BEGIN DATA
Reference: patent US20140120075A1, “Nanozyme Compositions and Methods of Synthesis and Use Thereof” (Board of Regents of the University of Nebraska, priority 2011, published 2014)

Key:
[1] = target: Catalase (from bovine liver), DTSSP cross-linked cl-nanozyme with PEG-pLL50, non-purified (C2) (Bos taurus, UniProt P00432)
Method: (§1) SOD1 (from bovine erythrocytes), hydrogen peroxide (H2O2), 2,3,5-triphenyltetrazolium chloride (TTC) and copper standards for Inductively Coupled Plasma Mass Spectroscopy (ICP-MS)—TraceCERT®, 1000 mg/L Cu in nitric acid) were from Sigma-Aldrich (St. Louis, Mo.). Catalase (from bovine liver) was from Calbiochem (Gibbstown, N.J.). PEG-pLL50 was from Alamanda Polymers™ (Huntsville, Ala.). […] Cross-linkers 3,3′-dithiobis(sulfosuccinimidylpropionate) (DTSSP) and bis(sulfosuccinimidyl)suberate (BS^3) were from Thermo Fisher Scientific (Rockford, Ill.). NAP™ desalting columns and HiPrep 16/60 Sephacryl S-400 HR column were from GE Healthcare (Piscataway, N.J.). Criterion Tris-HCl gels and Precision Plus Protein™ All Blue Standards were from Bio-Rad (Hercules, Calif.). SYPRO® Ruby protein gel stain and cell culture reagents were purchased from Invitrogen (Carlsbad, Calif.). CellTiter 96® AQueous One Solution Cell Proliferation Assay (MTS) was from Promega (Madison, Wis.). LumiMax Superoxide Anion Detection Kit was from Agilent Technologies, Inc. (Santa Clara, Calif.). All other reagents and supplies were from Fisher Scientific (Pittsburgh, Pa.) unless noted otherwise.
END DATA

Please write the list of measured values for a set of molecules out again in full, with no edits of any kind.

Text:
Reference: patent US20140120075A1, “Nanozyme Compositions and Methods of Synthesis and Use Thereof” (Board of Regents of the University of Nebraska, priority 2011, published 2014)

Key:
[1] = target: Catalase (from bovine liver), DTSSP cross-linked cl-nanozyme with PEG-pLL50, non-purified (C2) (Bos taurus, UniProt P00432)
Method: (§1) SOD1 (from bovine erythrocytes), hydrogen peroxide (H2O2), 2,3,5-triphenyltetrazolium chloride (TTC) and copper standards for Inductively Coupled Plasma Mass Spectroscopy (ICP-MS)—TraceCERT®, 1000 mg/L Cu in nitric acid) were from Sigma-Aldrich (St. Louis, Mo.). Catalase (from bovine liver) was from Calbiochem (Gibbstown, N.J.). PEG-pLL50 was from Alamanda Polymers™ (Huntsville, Ala.). […] Cross-linkers 3,3′-dithiobis(sulfosuccinimidylpropionate) (DTSSP) and bis(sulfosuccinimidyl)suberate (BS^3) were from Thermo Fisher Scientific (Rockford, Ill.). NAP™ desalting columns and HiPrep 16/60 Sephacryl S-400 HR column were from GE Healthcare (Piscataway, N.J.). Criterion Tris-HCl gels and Precision Plus Protein™ All Blue Standards were from Bio-Rad (Hercules, Calif.). SYPRO® Ruby protein gel stain and cell culture reagents were purchased from Invitrogen (Carlsbad, Calif.). CellTiter 96® AQueous One Solution Cell Proliferation Assay (MTS) was from Promega (Madison, Wis.). LumiMax Superoxide Anion Detection Kit was from Agilent Technologies, Inc. (Santa Clara, Calif.). All other reagents and supplies were from Fisher Scientific (Pittsburgh, Pa.) unless noted otherwise.